At 8:15 PM on November 8, 2016, Indian Prime Minister Narendra Modi made a surprise speech live on national television. He announced that by midnight all 500 and 1000 rupee notes would cease to be legal tender. More than 80% of the country’s money will effectively be withdrawn from circulation overnight.
The move was intended to bring unauthorized wealth—known as “black money”—into the tax system, to eliminate wealth accumulated through bribes, and to root out fake bills. It has also thrown India’s cash-focused economy into chaos.
In the hours before the de-trade policy went into effect, Indian households weighed their options. The government hoped they would go to the banks to deposit their soon-to-expire bonds or exchange them for a new currency issued. (The 500 and 1,000 rupee notes were worth $7.50 and $15, respectively.) Some thought ahead and bought items for cash, then returned those items for new clear bills. Some even threw their money into the Ganges to avoid a tax investigation.
How did consumer choices affect the outcome of India’s currency upgrade? That’s the question that Yewon Kim, assistant professor of marketing at the Stanford Graduate School of Business, set out to answer in a research paper recently published in Marketing Science.
Kim and her co-authors, Pradeep K. Chintagonta of the University of Chicago Booth School of Business and Bhuvanesh Parikh of the Indian Institute of Management in Bangalore, in transactions between individual consumers and retailers, which are not usually closely examined when evaluating cash policy. But it turns out that they can play an important role in whether or not the policy succeeds.
Researchers, by analyzing data from a large retail chain of stores, found that savvy consumers protected more than $1 billion in income taxes with the trade-off application. This was a boon for the retail chain, but it sabotaged the government’s goal of bringing unaccounted for money into the tax system.
Return to the spender
The researchers looked at more than 7 million transactions during the year before and after demonetization. Chintagunta obtained the data from a big-ticket durable goods retailer with stores across India. (The researchers agreed not to name the retailer. But think consumer electronics, large appliances, fancy saris, jewellery, etc.)
Kim started playing with the data before asking research questions—”usually the opposite of how I start a research project,” she says. The first thing I did was draw a graph showing the number of transactions by date. “The fluctuations in the sheer amount of transactions around the time the trading was deactivated – that in itself was pretty amazing,” she said.
Kim had already read newspaper stories of Indians crowding stores to spend bags full of cash. Now, she has strong evidence that the number of retail transactions has skyrocketed.
Digging deeper into the data, Kim and her fellow researchers teased the different types of strategic behaviors that Indian consumers engaged in before and immediately after demonetisation.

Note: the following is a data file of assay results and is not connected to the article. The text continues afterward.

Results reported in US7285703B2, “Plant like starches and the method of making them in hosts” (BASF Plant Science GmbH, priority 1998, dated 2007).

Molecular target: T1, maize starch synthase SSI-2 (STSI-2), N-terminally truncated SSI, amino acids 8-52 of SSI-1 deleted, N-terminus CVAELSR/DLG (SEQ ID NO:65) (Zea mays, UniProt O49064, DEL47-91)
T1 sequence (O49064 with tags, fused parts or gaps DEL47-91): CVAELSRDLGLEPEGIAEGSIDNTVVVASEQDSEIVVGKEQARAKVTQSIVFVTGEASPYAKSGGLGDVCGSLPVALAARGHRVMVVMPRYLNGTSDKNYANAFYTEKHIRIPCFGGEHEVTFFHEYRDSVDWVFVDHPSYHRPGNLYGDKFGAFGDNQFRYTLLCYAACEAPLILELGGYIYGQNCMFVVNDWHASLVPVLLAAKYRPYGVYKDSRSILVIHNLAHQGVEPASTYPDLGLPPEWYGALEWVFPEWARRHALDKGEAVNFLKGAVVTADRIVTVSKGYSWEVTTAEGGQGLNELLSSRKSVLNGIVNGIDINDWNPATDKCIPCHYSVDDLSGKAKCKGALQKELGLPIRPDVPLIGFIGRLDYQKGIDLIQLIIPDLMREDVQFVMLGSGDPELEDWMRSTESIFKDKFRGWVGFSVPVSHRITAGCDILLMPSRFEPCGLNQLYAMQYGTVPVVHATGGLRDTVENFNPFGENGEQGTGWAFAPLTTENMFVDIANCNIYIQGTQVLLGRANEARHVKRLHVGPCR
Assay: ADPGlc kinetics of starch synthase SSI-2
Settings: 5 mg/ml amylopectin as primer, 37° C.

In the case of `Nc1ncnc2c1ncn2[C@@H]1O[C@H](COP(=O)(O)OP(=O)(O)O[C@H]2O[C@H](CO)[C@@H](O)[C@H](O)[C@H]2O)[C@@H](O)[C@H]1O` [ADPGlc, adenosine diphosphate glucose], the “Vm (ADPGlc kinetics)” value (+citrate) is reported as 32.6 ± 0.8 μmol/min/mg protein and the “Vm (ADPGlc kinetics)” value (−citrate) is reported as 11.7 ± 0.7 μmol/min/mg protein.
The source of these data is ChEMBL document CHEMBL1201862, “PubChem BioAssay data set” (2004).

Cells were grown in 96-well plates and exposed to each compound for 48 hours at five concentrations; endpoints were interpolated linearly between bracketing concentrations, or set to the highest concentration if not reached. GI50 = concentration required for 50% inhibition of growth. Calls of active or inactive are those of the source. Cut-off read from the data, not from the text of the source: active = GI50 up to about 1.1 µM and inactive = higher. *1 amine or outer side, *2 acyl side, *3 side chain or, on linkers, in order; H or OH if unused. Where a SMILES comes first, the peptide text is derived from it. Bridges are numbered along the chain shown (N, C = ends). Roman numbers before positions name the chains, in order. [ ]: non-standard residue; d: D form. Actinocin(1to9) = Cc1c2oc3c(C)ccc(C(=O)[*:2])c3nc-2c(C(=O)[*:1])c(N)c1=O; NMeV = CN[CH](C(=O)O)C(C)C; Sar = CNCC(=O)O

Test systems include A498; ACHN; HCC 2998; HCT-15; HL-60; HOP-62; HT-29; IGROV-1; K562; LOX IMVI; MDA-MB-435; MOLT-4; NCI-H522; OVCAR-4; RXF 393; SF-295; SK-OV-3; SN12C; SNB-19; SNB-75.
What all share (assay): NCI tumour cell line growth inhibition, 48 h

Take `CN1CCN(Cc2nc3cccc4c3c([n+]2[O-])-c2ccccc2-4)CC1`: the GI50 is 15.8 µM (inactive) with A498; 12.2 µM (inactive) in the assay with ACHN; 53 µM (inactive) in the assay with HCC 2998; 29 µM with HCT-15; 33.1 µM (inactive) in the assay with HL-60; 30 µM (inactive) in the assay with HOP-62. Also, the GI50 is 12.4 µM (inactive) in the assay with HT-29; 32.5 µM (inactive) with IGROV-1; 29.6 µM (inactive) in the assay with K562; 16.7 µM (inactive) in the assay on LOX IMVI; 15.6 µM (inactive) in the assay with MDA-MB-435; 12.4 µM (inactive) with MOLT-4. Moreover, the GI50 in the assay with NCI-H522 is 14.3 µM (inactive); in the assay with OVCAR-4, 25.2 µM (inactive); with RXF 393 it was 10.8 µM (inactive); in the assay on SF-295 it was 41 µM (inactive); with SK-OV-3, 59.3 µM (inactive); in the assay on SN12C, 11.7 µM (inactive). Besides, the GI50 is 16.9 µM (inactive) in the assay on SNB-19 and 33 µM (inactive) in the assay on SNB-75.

The researchers found that with demonetisation, many Indians made “strategic returns”, purchasing items with soon-to-be-discontinued bills with the intent of returning them for new bills. This allowed them to exchange their money without visiting a bank, as they would have been required to show proof that they had paid income tax on wealth over a certain amount. Some retailers saw revenue increase by nearly 300% in the days after the trade was cancelled.
The team also found that people bought things they wouldn’t normally buy. Some stores saw a 40% jump in sales the day the cashback was announced. Other consumers made planned purchases earlier or switched their payment method to cash, all in order to use up to Rs 500 and Rs 1,000.
Does demonization pay off?
Once the researchers determined the impact of decommissioning on this retail chain, they attempted to measure how these spikes in strategic consumer behavior affected government goals. “This seemed very important, because until now, there is a whole debate about whether or not this demonization policy is an effective policy to pursue,” Kim said.
They have expanded their estimates to include the entire retail market. Using conservative methods, they concluded that Indians were able to shield an estimated $1.5 billion from the tax system by using retail transactions to their advantage. In the end, the retail chain also came out on top. The benefits of increased sales outweighed the costs of processing returns and exchanging the old currency for the new.
“Measuring the unintended consequences of any given policy is very difficult because you have to cast a wide, wide net out into the wilderness and see what happens,” says Kim. But it is important for decision makers to understand the spillover effects so that they can formulate better policies in the future. Kim, Shintagonta, and Barrick’s latest research has implications for many developing countries striving to increase economic transparency, transition to a cashless economy, and crack down on black money and tax evasion.
“Policy makers are not gods,” says Kim, “and they don’t have complete insight into what will happen when they shock the market.” “This is why it is important for us, as academic researchers, to provide a range of insights into the kind of unintended consequences that can occur through strategic consumers.”
Yewon Kim et al, Government policy, strategic consumer behavior, and implications for retailers: The case of demonetization in India, Marketing Science (2022). DOI: 10.1287/mksc.2022.1358
the quote: How Savvy Shoppers Undermined India’s Great Cash (2023, April 5) Retrieved April 5, 2023 from https://phys.org/news/2023-04-savvy-shoppers-undermined-india-great.html
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